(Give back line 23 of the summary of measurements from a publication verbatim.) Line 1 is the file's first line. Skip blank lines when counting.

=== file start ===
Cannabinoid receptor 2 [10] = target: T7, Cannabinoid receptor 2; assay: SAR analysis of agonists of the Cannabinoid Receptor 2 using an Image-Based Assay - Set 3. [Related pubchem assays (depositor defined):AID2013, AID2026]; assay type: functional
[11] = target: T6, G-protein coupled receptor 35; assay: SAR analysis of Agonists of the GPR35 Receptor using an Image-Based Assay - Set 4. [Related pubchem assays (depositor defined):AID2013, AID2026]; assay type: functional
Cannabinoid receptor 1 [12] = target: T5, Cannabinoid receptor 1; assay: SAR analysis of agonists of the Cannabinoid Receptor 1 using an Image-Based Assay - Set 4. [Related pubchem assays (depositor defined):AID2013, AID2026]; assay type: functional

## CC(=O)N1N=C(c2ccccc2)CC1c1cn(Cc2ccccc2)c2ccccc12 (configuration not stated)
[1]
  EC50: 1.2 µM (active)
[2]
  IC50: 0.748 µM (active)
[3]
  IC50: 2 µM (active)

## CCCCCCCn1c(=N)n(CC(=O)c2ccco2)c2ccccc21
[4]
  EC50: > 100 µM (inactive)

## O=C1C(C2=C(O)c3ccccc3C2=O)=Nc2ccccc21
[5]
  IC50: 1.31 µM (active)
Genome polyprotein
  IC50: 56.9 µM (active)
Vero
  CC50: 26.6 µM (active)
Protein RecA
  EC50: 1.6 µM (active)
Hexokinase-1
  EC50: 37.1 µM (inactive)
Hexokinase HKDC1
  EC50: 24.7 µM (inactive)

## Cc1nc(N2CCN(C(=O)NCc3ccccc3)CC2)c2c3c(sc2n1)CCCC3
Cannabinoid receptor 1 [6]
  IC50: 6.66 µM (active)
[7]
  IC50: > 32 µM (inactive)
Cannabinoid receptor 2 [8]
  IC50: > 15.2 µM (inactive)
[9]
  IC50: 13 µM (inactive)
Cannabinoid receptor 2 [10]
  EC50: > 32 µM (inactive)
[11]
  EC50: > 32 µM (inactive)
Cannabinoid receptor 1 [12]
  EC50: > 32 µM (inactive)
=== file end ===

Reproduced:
Hexokinase-1